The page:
one of whom, John Christie, married a soprano in 1930 and resolved to 
build her an opera house in the garden.

With time, Glyndebourne became a fixture on the British social scene. 
Special trains conveyed the audience from London in their evening 
dresses and tiaras. The intermission picnics were a gift to news 
photographers. And more seriously, artistic standards steadily improved, 
so that Glyndebourne now ranks among the finest opera theaters in the world.

"We really don't think of ourselves as country-house opera anymore," 
says David Pickard, Glyndebourne's general director. "O.K., there's 
still the champagne-drinking audience, but it's peripheral to what we're 
about. We've lost the old sense of being an exquisite cottage industry. 
We're not so exclusive."

But the abandonment of the cottage-industry aspect was not welcomed by 
all Glyndebourne patrons, many of whom enjoyed the exclusiveness. So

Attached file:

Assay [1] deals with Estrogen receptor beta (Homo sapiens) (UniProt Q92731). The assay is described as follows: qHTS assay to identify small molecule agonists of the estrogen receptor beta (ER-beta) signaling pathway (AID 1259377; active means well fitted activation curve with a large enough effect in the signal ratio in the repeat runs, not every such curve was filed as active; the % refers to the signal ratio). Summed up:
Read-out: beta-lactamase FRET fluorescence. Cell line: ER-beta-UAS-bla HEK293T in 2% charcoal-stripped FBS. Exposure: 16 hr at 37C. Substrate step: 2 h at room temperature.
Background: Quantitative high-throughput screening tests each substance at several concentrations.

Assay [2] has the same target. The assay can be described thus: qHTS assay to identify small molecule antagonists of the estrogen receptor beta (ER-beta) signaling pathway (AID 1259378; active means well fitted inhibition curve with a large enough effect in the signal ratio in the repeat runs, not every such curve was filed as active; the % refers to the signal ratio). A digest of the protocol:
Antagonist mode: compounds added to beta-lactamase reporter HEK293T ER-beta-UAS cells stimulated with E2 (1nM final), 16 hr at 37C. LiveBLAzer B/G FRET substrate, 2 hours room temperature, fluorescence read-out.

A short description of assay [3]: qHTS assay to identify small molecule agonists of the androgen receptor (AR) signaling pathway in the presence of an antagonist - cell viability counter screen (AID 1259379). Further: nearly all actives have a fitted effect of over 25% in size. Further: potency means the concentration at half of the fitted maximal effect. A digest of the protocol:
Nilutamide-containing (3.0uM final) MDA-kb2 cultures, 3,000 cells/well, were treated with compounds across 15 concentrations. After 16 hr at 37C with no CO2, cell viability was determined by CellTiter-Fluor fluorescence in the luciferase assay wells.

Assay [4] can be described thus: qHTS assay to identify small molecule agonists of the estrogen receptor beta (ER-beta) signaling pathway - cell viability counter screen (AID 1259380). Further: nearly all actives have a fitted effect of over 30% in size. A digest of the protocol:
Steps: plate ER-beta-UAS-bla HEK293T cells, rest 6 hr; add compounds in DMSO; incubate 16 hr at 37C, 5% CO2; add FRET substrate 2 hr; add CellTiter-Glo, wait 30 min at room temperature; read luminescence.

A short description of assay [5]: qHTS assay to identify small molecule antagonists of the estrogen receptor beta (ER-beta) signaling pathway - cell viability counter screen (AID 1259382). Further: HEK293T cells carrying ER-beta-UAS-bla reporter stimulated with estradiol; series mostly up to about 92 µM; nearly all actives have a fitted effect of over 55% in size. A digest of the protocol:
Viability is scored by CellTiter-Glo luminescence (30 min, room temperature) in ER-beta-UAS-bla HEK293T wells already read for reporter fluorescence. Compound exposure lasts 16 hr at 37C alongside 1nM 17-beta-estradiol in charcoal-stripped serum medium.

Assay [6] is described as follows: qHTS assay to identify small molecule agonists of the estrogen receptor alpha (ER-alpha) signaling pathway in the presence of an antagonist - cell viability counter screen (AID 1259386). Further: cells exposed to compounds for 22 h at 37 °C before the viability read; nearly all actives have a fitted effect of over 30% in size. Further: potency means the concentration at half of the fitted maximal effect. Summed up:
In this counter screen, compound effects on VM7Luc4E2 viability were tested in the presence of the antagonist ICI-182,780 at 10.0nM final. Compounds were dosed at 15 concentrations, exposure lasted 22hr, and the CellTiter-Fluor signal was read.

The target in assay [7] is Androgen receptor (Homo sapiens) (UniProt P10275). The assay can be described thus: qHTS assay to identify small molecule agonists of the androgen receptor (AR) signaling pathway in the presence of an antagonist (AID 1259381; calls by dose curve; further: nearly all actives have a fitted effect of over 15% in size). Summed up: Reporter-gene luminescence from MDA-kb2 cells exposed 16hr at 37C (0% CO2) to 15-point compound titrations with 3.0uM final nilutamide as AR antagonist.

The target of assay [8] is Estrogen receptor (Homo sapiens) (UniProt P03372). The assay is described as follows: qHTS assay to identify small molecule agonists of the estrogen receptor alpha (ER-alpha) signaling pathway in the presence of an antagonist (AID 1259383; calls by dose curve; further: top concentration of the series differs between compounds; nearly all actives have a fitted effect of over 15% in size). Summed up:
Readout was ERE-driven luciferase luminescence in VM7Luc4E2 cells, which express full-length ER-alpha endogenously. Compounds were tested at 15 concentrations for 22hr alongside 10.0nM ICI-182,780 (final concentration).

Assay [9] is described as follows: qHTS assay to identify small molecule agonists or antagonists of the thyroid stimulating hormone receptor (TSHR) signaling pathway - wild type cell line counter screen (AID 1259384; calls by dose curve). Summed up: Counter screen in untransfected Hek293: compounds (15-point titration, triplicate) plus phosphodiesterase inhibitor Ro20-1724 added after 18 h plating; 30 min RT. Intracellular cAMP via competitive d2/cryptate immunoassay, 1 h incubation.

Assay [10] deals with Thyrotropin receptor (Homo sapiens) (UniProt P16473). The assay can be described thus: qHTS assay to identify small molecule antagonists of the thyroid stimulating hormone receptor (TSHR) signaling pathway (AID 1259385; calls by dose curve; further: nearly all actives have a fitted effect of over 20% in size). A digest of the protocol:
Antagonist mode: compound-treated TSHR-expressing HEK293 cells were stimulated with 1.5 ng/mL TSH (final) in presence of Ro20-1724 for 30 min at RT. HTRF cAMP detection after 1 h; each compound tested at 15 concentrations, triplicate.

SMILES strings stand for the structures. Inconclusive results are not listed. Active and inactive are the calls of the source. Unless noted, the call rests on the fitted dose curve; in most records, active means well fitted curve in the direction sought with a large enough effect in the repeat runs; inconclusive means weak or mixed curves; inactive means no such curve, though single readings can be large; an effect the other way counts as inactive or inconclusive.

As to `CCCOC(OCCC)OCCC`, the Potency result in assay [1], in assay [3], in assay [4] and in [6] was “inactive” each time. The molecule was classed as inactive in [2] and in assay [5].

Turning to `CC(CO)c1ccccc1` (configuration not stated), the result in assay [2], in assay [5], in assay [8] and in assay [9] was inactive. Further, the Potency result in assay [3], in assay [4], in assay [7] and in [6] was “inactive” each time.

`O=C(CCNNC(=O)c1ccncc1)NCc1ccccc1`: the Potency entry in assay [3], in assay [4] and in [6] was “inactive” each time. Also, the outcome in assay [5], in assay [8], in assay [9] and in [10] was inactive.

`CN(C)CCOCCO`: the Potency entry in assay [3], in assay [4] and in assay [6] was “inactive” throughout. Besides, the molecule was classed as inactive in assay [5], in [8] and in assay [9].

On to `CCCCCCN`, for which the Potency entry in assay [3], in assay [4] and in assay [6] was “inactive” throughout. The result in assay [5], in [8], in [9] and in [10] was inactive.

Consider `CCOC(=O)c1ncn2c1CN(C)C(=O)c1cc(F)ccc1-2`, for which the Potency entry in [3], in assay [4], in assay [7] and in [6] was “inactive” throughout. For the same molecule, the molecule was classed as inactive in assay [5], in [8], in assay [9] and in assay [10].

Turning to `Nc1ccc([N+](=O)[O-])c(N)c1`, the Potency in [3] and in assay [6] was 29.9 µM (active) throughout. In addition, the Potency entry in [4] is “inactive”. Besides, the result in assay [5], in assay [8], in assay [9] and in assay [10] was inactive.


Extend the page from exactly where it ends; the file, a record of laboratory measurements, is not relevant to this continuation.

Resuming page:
they have decamped for Garsington, which, they say, is the way 
Glyndebourne used to be: more intimate; less slick; and  with 500 seats 
and a 20-evening season  the sort of event at which audience members 
can congratulate themselves on the mere achievement of being there.

A performance night feels like a private party; and Mr. Ingrams's 
proprietorship is decidedly hands-on. After a day of shifting money in 
international banking markets, he will happily tune harpsichords, check 
lavatories, deal with singers' temper tantrums and deliver a standard 
preperformance homily to the audience on the importance of not driving 
through the village on the way home.

The homily is a relic of problems he encountered with his neighbors from 
the moment Garsington began its opera seasons, 15 years ago. When 
villagers discovered they were going to have opera on their doorstep  
with rehearsals, noise and a nightly motorcade of visitors  they took 
action, through the courts and then (more practically) through sabotage. 
In one extraordinary attack, organized like a wartime mission, 
Garsington's opening night was overwhelmed by the noise of car alarms, 
hedge trimmers and light aircraft buzzing the stage. The show was saved 
only by cease-fire negotiations at intermission.

Zoning restrictions will keep Mr. Ingrams from ever having a permanent 
theater. The most he can do is construct a temporary auditorium of wood 
and canvas. And although it is technologically up to date, with a full 
orchestra pit, heat and surprisingly good acoustics, it has no backstage 
or flies.